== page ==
The U.S. Naval Institute recently published what might be described as an extremely well-timed article speculating that the U.S. Naval Academy may eventually have to relocate because of rising sea levels. Given the weekend’s flooding, including closing the nearby Spa Creek Bridge into Eastport, the premise hardly seems speculative at all. As writer Pat Paterson observes, the military academy is in an especially vulnerable position hemmed in by the Severn River, and Spa and College creeks. Yet given what’s already known about global climate change and rising sea levels, the question is not whether the threat exists but what to do about it. And not just at the academy’s 174-year-old location. “The near-constant litany of bad news on climate change is a warning that mankind is in trouble,” the retired U.S. Navy commander writes.
Is anyone listening? The weekend’s flooding was a product of some uncommon events, a slow-moving Tropical Storm Melissa located off the East Coast and full-moon high tides that pushed brackish water far above normal levels. The Inner Harbor promenade was flooded. In Ocean City, flooding closed all roads south of North Division Street and Philadelphia Avenue south of the U.S. 50 bridge. It was scary enough that officials distributed sand bags in Crisfield to all who needed them. And while those waterfront communities have seen worse flooding during the hurricane seasons past, tides don’t often crest so high when there’s not a heavy rainstorm feeding them. That’s what made it such an eye-opener for long-time residents: What will coastal life be like as ocean levels rise further as ice caps melt and banks overflow?
None of this should come as a surprise. We have known for some time that the Naval Academy grounds may be flooded by 2100 — along with much of Maryland’s waterfront areas. Yet why aren’t government leaders from Washington, D.C., on down more engaged in the task of preparing for what looks increasingly inevitable? It isn’t just the Naval Academy that could face eviction in the coming decades. As a 2017 U.S. Army Corps of Engineers report pointed out, the Chesapeake Bay is considered the third most vulnerable area in the United States to sea level rise. This isn’t speculation, it’s fact. Records show that water levels in the Chesapeake Bay have increased between 1.2 to 1.4 inches per decade over the past 100 years. That is 50% more than the average observed around the rest of the world over the same time period. Maryland’s circumstances aren’t just similar to those facing other states, they are worse.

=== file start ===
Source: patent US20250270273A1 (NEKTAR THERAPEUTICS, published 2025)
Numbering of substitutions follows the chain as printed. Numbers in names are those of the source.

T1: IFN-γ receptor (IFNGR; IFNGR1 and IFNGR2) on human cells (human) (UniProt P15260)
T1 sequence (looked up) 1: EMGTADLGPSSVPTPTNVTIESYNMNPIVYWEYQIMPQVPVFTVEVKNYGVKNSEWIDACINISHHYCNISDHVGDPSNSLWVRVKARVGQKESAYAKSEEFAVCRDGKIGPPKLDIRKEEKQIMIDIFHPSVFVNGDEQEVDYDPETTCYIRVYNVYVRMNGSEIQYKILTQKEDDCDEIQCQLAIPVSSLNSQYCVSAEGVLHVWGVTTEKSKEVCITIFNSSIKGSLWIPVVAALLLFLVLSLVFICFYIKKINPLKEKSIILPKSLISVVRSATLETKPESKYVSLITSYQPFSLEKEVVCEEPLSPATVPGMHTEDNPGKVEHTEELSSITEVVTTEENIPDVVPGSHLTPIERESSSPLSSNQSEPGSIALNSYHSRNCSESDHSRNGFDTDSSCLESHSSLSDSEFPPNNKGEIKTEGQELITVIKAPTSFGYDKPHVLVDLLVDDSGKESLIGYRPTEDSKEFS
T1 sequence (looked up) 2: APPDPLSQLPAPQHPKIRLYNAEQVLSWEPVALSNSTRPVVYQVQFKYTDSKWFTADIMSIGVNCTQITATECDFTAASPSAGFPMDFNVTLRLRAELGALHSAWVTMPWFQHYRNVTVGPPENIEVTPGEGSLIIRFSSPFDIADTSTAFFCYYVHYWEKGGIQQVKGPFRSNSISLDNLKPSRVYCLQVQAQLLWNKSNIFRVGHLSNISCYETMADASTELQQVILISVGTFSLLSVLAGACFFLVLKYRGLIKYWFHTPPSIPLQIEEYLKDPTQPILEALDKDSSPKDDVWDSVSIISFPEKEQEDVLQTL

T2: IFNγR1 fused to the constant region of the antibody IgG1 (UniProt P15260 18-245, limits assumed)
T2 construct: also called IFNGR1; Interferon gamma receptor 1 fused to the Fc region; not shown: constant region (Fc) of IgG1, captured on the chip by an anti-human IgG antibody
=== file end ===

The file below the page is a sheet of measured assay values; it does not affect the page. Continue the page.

All around we see evidence of relative indifference toward the threat. Waterfront properties are still regarded as valuable as ever. Whether it’s the Chesapeake Bay, the Atlantic Ocean or a bay tributary, buyers pay a premium to be at the water’s edge. Just look at two of Baltimore’s hottest development markets, Harbor East and Canton. In Ocean City, elected officials seem more fearful of the visibility of off-shore wind turbines than of the greenhouse gas emissions they are meant to curb. And politically-driven climate change denial — as absurd as that sounds given the circumstances — may be a factor. A recent Goucher College poll found that while Maryland Democrats believe man-made climate change is real by a roughly 3-to-1 margin, only about 44% of Republicans in this state hold the same view.
Frankly, more Maryland communities need to think about the choices they face. Climate change isn’t going away, it’s effects appear to be worsening. Rising sea levels are not the only adverse effects, of course, but they represent a good starting point for focusing on the choices people must make. Should we be investing in sea walls or other flood mitigation strategies, or should we be preparing to relocate to higher ground? This isn’t just a problem for the next generation, events like the weekend flooding are likely to become increasingly common in the years ahead. Sticking our heads in the sand or mocking “Green New Deal” policies as President Donald Trump is fond of doing gets us exactly nowhere. Give the Pentagon some credit. Our nation’s top defense leaders have been exploring the threat posed by global warming to far-flung military installations for years. We’re past the moment when there might be any hope of reversing the damage done. What’s needed now is a similarly pragmatic approach: How should Maryland best protect itself from the future and far worse floodwaters ahead?